|There is Enough Sustainable MSC Tuna for a Consistent Supply|
Note from Cynthia Asaf, Marketing and Sales Manager
There is no longer a valid argument not to source sustainable tuna, it is a choice, and it is up to each one of us as market participants to accept the challenge… It hasn’t been easy for Pacifical to gather canneries, fishing companies, ministers, officials, retailers, food service companies, traders and even fast food restaurants all behind the same cause; enforcing and rewarding free school fishing for the skipjack tuna in the Western Central Pacific, we are thrilled to see it all finally coming together.
Within the next year, Pacifical will be supplying over 1000 FCL of MSC skipjack tuna to the world’s shelves and the volume continues to flow, the argument of there isn’t enough sustainable tuna available in the market to switch from FAD caught fish to sustainably caught tuna has become unacceptable.
Just to put into perspective, our PNA MSC certified fishery counts with 440 million kilo's of eligible tonnage, enough to supply the entire American consumption.
This large volume can become available as per demand request, the platform is there to be used. Pacifical clients / partners can put their minds at rest knowing that consistent supply of their MSC skipjack tuna can be guaranteed. There isn’t any other MSC certified fishery at the moment capable of developing such large volumes.
Our goal is at the end, through economies of scale, to make PNA MSC certified tuna widely available and affordable to the average consumer without positioning sustainable tuna as a highly priced premium product only reachable to those with larger budgets, we want truly sustainable tuna for all.
The reason we offer sustainable MSC certified tuna can be summarized in 12 words: to ensure there will be plenty of tuna for generations to come. Pacifical was created in 2011 by the 8 PNA central western pacific island nations as a solution for many ecological and economical challenges in the region.
To there is one particular problem that is eminent to highlight: the by-catch of the baby bigeye caused by Fish Aggregating Devices… the evidence is public information; there is a notorious decrease in bigeye catches during the FAD ban period. The way we are going, we might not have bigeye tuna in the future. The question is, what is the industry doing to stop it?
Our Pacifical MSC certified fishing method sets nets only on free swimming schools of adult skipjack tuna, schools cannot be found on a FAD and as a matter of fact the school needs to be one (1) nautical mile away from any FAD. Any mixing intentional or unintentional with unsustainable FAD caught fish will immediately disqualify the eligible set. Independent onboard observers monitor and record all fishing operations according to the chain of custody standard. Fishing on free school minimizes by catch problems as much as possible and by targeting only schools we also ensure that most tunas in the catching set are predominately of mature size. Very few baby tunas are caught in schools, almost no juvenile big-eye and yellowfin.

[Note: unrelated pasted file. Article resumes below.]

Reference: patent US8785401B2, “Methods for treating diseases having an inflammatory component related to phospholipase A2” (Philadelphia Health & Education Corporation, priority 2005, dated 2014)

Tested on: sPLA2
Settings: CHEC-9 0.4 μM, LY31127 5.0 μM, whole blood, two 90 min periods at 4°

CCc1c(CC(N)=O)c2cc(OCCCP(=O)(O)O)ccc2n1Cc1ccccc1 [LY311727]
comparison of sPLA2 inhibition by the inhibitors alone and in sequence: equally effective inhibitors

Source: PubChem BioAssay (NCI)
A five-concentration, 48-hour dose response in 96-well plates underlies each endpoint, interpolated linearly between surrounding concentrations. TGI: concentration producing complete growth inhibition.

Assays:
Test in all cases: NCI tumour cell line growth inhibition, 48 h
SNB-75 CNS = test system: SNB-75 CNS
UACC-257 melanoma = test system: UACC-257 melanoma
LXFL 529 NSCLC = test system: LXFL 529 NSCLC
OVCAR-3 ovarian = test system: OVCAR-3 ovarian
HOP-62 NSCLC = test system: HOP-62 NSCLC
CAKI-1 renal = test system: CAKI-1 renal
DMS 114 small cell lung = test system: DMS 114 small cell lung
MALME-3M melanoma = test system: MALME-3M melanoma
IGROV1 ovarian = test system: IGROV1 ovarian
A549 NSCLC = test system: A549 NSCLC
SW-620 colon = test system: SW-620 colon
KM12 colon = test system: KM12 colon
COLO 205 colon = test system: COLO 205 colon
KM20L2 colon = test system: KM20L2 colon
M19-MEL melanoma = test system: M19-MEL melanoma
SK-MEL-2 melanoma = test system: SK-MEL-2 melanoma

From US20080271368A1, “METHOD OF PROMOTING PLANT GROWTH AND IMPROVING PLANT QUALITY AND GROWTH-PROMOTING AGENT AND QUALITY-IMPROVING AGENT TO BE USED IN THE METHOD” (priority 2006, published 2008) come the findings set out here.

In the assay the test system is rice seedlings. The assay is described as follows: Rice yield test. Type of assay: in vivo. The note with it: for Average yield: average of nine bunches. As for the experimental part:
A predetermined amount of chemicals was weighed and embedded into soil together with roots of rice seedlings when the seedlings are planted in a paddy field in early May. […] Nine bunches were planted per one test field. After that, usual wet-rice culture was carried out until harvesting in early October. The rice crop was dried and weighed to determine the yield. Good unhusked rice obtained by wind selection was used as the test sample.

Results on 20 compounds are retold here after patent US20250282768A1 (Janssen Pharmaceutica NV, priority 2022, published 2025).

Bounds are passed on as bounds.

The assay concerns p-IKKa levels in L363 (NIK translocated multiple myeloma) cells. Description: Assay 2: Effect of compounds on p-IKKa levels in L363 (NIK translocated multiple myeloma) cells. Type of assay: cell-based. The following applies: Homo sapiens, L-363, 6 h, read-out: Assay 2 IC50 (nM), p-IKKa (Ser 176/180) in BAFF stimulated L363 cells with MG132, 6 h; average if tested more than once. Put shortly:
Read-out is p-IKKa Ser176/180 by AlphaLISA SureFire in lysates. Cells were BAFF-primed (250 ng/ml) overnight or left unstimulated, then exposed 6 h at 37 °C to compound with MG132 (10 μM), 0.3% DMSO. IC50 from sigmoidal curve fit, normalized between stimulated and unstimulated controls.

There needs to be a change of mentality in the market, no more excuses, the options for sustainable, verifiable and traceable MSC certified tuna are widely available. Fishermen will start catching it in such way when t he markets demands it and is willing to accept that sustainable catch will cost a little more.
It is a choice, the world’s leading retailers, food service, restaurants, brand owners have a great responsibility that cannot be taken for granted, and that is to present the consumer with a verifiable sustainable and ethical product, consumers are after all depositing their trust in them to provide the best product.
So the initiative must come from the industry members towards the final consumer, not the other way around. There needs to be less justification, less excuses but more proactivity, the industry can no longer hide behind fake schemes of self-certification that leave space to fraud from the fishing ground and it is later transferred to the final consumer…it is important to enforce independent verification and surveillance, this is the only way we can move forward to provide the final consumer with a sustainable product, ensure our oceans are being managed in a responsible way and that our future generations will certainly be able to enjoy tuna just as we are able today.
The Nauru Agreement is a subregional agreement on terms and conditions for tuna purse seine fishing licenses in the region. The Parties to the Nauru Agreement are...